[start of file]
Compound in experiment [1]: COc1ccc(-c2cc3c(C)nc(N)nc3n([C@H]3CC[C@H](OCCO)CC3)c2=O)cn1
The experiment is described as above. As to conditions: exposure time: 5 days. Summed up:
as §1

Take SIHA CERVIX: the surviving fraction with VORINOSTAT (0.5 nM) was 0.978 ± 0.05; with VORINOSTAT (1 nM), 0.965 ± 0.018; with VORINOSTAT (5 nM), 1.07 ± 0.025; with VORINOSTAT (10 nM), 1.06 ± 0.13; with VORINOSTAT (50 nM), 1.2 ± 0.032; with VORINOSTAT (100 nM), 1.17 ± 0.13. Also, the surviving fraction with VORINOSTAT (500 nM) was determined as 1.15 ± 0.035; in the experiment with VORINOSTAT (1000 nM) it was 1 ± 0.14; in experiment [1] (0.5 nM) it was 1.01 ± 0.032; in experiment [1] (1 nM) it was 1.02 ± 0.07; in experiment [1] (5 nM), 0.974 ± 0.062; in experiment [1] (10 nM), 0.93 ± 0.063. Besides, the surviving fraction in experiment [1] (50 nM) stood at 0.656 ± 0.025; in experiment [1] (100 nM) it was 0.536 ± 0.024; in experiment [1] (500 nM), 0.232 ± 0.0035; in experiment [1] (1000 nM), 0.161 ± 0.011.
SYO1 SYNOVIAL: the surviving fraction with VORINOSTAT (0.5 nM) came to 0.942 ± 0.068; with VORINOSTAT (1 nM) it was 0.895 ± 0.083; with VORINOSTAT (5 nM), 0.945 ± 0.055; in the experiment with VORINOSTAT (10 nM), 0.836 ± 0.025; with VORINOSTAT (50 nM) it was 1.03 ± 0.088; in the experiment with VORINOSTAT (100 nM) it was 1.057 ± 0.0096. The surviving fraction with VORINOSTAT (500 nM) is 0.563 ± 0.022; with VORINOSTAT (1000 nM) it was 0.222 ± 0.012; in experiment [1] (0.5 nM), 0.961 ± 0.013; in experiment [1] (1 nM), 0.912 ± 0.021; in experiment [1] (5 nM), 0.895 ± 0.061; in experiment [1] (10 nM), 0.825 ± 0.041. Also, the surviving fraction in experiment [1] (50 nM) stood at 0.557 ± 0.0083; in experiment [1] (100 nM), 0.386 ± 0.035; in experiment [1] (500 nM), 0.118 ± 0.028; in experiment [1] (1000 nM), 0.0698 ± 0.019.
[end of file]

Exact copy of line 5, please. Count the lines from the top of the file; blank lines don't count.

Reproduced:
SYO1 SYNOVIAL: the surviving fraction with VORINOSTAT (0.5 nM) came to 0.942 ± 0.068; with VORINOSTAT (1 nM) it was 0.895 ± 0.083; with VORINOSTAT (5 nM), 0.945 ± 0.055; in the experiment with VORINOSTAT (10 nM), 0.836 ± 0.025; with VORINOSTAT (50 nM) it was 1.03 ± 0.088; in the experiment with VORINOSTAT (100 nM) it was 1.057 ± 0.0096. The surviving fraction with VORINOSTAT (500 nM) is 0.563 ± 0.022; with VORINOSTAT (1000 nM) it was 0.222 ± 0.012; in experiment [1] (0.5 nM), 0.961 ± 0.013; in experiment [1] (1 nM), 0.912 ± 0.021; in experiment [1] (5 nM), 0.895 ± 0.061; in experiment [1] (10 nM), 0.825 ± 0.041. Also, the surviving fraction in experiment [1] (50 nM) stood at 0.557 ± 0.0083; in experiment [1] (100 nM), 0.386 ± 0.035; in experiment [1] (500 nM), 0.118 ± 0.028; in experiment [1] (1000 nM), 0.0698 ± 0.019.